planting my potted magnolia

Discussion in 'Magnoliaceae' started by Mir, Jan 11, 2006.

  1. Mir

    Mir Member

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    Vancouver, Canada
    I am an inexperienced gardener, but will be taking possesion of a real house with a real garden in the next month or so. (in east Vancouver).
    I decided to sign up for this forum as a first step.
    It will be an adventure - most of my gardening experience is from childhood.
    My one pride and joy is a potted magnolia Randy (Purple buds, changing to bright pink flowers) that I took as a branch from my mothers tree 8 years ago (bedded the branch in the earth to grow the roots.)
    It suffered one vandalous injury to the top, but is now a good 2.5' high. Apparently this particular magnolia doesn't grow much beyond 12 feet.
    What I am hoping to find out is what if anything I should do to prepare the ground for planting this tree - I have a spot picked out with solid southern exposure, and I have viewed a recommended online video, demonstrating how to take care not to plant too deep.
    Is there anything I need to know about the soil before I plant?? Anything I need to do to prepare the soil - its the front yard of the house, a very mossy lawn (more on that later!). I understand that the tree's shade might ultimately undermine the lawn, but the tree is my priority. The lawn is about 12' square, and the tree will have the lawn for itself.
    Anything I need to know before I proceed???? (I am hoping for an early March planting).
    Thanks for any and all advice.
    -Miranda in Vancouver
  2. Gordo

    Gordo Active Member 10 Years

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    Camano Island, WA
    I thought I'd offer some quick background on your tree. 'Randy' is one of a group of 8hybrids developed at the U.S. National Arboretum commonly referred to as "The Little Girls"(M. lilliflora x M. stellata 'Rosea'). They include: 'Ann', 'Betty', 'Jane', 'Judy', 'Pinkie', 'Randy', 'Ricki', and 'Susan'.
    I have 'Ricki' in my garden, and it seems to be doing quite well here, although it seems that some years are better than others.
    As for planting, Magnolias in general, prefer moist, well drained, humus rich soil. I'd dig a hole at least twice as big around as your rootball, add some compost and plant it in spring. Others may have more specific info for you. Good luck!
  3. Daniel Mosquin

    Daniel Mosquin Paragon of Plants UBC Botanical Garden Forums Administrator Forums Moderator 10 Years

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    Vancouver, British Columbia, Canada
    Mir - heard you on the radio with your enquiry yesterday. Good to see you've received similar advice here.
  4. mr.shep

    mr.shep Well-Known Member 10 Years

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    San Joaquin Valley, California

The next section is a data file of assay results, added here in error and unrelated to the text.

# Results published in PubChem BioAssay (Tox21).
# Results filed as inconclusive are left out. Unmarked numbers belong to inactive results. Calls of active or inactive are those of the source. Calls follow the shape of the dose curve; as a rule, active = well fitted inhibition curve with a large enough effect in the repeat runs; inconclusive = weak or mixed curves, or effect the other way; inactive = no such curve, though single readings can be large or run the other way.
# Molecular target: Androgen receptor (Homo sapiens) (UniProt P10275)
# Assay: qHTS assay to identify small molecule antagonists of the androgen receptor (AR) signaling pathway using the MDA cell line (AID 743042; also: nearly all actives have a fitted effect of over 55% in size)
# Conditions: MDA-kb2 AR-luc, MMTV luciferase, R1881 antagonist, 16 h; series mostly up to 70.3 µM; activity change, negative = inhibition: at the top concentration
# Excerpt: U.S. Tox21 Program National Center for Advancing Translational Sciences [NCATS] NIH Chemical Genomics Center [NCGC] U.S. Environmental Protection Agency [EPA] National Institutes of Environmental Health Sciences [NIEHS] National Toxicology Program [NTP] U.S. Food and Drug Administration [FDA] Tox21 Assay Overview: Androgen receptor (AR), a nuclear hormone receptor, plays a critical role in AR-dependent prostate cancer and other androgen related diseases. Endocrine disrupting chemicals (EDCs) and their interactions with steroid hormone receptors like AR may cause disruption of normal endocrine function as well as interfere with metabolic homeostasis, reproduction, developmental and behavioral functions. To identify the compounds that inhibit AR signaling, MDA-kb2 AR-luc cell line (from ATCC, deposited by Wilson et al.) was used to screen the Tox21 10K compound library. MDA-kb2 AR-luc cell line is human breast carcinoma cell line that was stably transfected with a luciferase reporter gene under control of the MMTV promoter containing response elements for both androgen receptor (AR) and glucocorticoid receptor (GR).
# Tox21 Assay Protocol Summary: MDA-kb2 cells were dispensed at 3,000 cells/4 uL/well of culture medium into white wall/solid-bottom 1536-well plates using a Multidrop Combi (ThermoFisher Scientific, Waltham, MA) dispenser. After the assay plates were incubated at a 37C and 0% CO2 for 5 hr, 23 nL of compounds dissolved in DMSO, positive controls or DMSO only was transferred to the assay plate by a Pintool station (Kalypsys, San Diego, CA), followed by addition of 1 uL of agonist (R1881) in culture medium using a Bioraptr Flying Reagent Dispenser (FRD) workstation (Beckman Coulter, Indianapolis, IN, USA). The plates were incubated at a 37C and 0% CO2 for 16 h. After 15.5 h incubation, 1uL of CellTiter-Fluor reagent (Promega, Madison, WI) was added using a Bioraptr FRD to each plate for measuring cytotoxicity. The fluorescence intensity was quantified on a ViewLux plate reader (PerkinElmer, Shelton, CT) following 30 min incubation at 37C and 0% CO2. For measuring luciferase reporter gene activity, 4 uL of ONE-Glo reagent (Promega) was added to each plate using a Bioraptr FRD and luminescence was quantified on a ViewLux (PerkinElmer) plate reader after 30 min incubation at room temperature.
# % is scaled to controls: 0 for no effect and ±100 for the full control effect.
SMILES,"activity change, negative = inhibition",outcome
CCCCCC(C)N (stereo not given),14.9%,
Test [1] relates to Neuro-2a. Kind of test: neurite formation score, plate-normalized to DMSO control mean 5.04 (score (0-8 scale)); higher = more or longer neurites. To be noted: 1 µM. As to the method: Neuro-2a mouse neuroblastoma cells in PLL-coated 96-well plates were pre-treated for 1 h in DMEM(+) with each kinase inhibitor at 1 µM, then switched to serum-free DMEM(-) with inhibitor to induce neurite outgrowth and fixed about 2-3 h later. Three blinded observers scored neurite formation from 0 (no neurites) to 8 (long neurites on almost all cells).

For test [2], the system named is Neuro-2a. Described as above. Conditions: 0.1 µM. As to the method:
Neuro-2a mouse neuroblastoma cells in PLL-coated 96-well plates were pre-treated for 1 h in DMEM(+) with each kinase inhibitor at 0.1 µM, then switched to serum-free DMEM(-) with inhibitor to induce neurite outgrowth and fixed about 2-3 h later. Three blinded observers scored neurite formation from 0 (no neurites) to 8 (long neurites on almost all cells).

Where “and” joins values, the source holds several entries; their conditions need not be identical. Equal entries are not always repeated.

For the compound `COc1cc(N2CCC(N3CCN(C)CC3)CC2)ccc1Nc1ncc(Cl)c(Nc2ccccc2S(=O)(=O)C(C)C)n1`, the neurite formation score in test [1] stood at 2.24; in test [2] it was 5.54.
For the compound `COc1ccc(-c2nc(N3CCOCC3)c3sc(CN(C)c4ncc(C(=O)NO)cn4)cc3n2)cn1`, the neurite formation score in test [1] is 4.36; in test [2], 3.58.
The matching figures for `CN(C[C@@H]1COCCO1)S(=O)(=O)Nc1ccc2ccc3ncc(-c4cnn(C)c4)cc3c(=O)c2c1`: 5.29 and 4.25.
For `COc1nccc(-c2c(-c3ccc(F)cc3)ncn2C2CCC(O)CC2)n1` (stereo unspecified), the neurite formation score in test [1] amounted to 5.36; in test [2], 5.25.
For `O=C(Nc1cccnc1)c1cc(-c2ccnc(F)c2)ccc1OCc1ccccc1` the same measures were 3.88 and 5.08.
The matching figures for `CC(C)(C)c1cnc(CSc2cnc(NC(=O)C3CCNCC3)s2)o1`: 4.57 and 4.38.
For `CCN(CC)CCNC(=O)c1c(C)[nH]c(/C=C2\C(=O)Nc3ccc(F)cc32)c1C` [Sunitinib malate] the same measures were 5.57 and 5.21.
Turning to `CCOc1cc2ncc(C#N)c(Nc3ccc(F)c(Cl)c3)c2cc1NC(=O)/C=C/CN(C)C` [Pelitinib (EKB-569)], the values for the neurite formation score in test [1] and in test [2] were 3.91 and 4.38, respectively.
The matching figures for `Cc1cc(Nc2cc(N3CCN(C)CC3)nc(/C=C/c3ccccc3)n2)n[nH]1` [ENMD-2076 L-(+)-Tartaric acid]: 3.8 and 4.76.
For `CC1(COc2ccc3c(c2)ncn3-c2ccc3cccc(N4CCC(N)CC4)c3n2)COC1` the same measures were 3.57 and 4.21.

The coined name for several years for these hybrids
    was "The Girls". Those of us in the nursery trade that
    had them and propagated these plants called them the
    "Girl" series. A quick list of their heritage is below.

    Magnolia (liliflora 'Nigra' x stellata 'Rosea')
    Magnolia (liliflora 'Reflorescens' x stellata 'Waterlily')
    Magnolia (liliflora 'Reflorescens' x stellata 'Rosea')

    There are two others from this series that we had in the
    Magnolia collection in the nursery that were not officially
    released, they are: Darkest Purple (9-11 tepals) and Vicki
    (9 tepals). Only Vicki was outlet to select others for their
    collections in the US by Henderson Experimental Gardens
    and two went in private (one public) gardens. Both Darkest
    Purple and Vicki were sent to Japan in 1989 to be added
    into two private gardens as collection plants.

    I would only use a well seasoned compost for a Magnolia
    as a top dress at planting time. We advised people to dig
    the hole three times the width of the root ball and place the
    dug out soil back in the hole with no other soil additives.
    Providing a root shock preventer such as liquid Vitamin B1
    at a rate of one fluid ounce per gallon of water is optional.
    A good choice to use when planting these Magnolias on a
    warm day in a warm climate but generally not needed in the
    Pacific Northwest. What we have to guard against is planting
    this and others of this series too low in the ground. We liked
    to plant these in a raised mound for a yard planting. Never
    plant these trees with the graft union at soil level, try to plant
    them about six inches to a foot above the soil level and allow
    for settling in later. A Spring planting is regarded as being
    best for these Magnolias but in the warmer climates can be
    planted almost year round as our soils here seldom ever
    are frozen. As a lawn tree Randy may not ever present a
    problem for compatibility with your lawn. Most Randy's
    are planted in the lawn here and cause little to no lawn
    die out due to lack of light from the trees canopy. Randy
    does not make a round headed tree and is generally not
    regarded as a shade tree. The growth habit is closer to
    a stellata.


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